A farmer's philosophy in death

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A farmer's philosophy in  death
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George Moutard Woodward after Bunbury

A farmer's philosophy in death

London, T Tegg circa 1809


Original hand colouring

245 x 345 mm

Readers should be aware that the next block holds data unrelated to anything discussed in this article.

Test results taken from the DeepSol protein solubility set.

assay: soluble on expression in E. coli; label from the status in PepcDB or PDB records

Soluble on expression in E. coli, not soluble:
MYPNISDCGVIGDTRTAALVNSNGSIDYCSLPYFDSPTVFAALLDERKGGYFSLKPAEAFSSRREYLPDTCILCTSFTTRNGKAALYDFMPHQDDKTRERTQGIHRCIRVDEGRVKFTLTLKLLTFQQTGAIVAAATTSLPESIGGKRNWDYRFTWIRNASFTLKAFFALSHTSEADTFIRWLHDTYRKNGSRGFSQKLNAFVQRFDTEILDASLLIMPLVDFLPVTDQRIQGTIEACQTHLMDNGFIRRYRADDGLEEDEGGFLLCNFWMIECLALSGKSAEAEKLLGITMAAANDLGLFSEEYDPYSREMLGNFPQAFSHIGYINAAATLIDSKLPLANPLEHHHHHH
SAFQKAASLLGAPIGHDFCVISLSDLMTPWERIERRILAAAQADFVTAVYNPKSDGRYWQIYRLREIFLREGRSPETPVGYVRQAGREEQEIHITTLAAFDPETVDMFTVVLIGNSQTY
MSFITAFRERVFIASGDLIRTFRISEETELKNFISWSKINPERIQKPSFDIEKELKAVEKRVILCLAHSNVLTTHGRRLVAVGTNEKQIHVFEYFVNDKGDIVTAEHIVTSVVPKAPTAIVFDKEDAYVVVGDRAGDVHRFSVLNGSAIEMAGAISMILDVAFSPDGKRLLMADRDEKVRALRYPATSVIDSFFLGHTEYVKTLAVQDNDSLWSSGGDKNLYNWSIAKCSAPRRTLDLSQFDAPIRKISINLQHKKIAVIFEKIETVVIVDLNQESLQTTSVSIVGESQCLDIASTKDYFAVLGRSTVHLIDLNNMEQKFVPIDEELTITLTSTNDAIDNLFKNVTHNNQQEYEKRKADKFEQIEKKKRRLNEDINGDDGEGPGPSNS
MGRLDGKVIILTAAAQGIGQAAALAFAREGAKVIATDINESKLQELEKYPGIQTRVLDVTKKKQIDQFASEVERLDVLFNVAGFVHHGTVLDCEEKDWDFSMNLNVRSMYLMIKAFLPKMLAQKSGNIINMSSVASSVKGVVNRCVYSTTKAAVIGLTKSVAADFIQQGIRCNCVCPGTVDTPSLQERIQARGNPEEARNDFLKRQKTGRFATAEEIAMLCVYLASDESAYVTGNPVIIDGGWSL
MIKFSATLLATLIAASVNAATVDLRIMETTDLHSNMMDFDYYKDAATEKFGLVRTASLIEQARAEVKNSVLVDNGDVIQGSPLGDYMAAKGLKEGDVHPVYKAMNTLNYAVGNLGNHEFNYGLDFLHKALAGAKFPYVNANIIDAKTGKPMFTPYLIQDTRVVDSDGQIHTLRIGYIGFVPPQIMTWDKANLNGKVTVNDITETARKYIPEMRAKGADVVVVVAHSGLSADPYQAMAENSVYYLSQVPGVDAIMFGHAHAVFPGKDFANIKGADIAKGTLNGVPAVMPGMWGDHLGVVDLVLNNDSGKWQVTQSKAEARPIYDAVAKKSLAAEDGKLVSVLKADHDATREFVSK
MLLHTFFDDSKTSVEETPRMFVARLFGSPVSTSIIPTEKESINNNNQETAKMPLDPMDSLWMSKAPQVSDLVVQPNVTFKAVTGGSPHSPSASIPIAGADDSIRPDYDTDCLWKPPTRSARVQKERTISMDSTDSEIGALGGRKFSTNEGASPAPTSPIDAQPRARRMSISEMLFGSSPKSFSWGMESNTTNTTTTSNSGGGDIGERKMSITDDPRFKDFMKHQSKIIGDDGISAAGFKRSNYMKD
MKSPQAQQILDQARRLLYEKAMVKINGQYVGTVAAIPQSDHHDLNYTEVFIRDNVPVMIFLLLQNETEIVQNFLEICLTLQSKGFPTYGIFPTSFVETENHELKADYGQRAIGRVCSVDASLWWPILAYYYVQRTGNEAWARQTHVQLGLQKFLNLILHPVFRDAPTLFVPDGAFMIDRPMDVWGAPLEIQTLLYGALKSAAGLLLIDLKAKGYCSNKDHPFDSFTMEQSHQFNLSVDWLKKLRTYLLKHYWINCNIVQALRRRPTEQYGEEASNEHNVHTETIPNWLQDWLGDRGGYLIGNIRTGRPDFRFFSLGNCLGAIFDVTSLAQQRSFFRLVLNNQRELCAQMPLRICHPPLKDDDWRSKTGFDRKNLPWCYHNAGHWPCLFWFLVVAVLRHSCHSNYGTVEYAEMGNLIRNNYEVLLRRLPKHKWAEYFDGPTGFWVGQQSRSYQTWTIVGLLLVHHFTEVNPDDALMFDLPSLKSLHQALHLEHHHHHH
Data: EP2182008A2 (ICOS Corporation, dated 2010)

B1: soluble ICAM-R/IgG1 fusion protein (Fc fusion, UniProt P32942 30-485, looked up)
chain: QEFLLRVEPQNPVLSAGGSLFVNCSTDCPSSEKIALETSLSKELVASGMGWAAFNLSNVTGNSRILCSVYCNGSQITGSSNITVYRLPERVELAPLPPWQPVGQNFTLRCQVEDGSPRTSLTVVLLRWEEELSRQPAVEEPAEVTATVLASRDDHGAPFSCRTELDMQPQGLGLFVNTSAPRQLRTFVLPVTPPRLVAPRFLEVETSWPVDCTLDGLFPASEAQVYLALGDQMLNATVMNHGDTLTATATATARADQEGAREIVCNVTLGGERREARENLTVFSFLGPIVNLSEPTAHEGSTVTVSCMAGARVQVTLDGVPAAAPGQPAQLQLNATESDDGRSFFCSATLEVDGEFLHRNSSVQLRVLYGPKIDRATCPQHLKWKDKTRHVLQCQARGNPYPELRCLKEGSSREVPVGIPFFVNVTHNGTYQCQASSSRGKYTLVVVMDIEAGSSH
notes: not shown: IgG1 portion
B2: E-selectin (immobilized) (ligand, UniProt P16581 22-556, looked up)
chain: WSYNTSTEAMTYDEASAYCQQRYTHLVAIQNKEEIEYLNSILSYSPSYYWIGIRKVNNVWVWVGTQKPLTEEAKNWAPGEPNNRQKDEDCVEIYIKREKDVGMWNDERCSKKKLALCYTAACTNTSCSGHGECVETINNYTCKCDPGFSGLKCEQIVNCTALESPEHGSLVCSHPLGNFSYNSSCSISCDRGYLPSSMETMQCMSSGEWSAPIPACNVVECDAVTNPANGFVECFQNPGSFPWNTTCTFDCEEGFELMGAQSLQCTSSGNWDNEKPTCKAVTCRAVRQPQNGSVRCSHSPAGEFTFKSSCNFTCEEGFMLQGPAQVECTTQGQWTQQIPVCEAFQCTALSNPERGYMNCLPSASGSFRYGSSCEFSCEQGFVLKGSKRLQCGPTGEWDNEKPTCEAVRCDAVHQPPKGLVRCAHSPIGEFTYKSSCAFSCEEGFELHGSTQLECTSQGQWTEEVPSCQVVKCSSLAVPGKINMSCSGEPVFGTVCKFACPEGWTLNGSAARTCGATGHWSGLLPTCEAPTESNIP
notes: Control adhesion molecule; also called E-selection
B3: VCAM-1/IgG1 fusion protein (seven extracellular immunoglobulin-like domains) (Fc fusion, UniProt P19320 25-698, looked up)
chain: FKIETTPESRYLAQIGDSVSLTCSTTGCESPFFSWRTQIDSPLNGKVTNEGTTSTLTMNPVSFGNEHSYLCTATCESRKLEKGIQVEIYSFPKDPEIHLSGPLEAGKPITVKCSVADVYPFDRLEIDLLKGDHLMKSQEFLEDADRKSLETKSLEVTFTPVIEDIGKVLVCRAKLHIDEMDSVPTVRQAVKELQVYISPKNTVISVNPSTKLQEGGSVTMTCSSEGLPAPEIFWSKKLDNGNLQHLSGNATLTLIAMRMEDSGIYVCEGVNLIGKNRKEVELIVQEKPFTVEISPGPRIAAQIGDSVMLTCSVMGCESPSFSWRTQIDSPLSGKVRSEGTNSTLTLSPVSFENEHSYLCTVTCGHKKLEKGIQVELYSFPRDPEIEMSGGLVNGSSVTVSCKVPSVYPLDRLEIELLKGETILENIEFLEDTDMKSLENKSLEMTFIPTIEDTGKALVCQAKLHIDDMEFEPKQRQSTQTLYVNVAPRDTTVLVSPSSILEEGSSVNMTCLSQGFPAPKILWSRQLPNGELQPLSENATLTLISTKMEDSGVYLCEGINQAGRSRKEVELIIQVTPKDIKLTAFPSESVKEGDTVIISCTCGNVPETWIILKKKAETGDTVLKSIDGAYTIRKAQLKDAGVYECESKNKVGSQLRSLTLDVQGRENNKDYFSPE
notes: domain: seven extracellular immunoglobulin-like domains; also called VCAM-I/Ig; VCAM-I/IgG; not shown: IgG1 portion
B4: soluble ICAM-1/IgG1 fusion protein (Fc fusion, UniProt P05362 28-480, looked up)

The farmer, looking up, with folded hands, sits full face in an upright arm-chair. He wears a dressing-gown and night-cap, and appears fairly robust. The lawyer stands at his right hand, eagerly bending forward to write 'The last Will and Testament of, . .'; behind him (left) is the elder son, a gaping shock-headed youth in a smock. Behind the right arm of the chair is the doctor, sucking his cane disconsolately. On his left hand are the parson, with a grog-blossom nose, holding an open book, the weeping wife, plainly dressed in cap and apron, with a little girl holding a handkerchief to her face, and a smaller boy, yelling. The farmer says: "I bequeath my House and Lands to my eldest Son Dick—the rest of my property to my Wife and younger Children—I leave Six and eightpence to the Lawyer—all his gallipots and phials to the Doctor and half a years tithes to the Parson—Therefore March off Doctor!—write Lawyer!—pray parson cry Wife! and bellow Children! —for it is all over with me B M 11472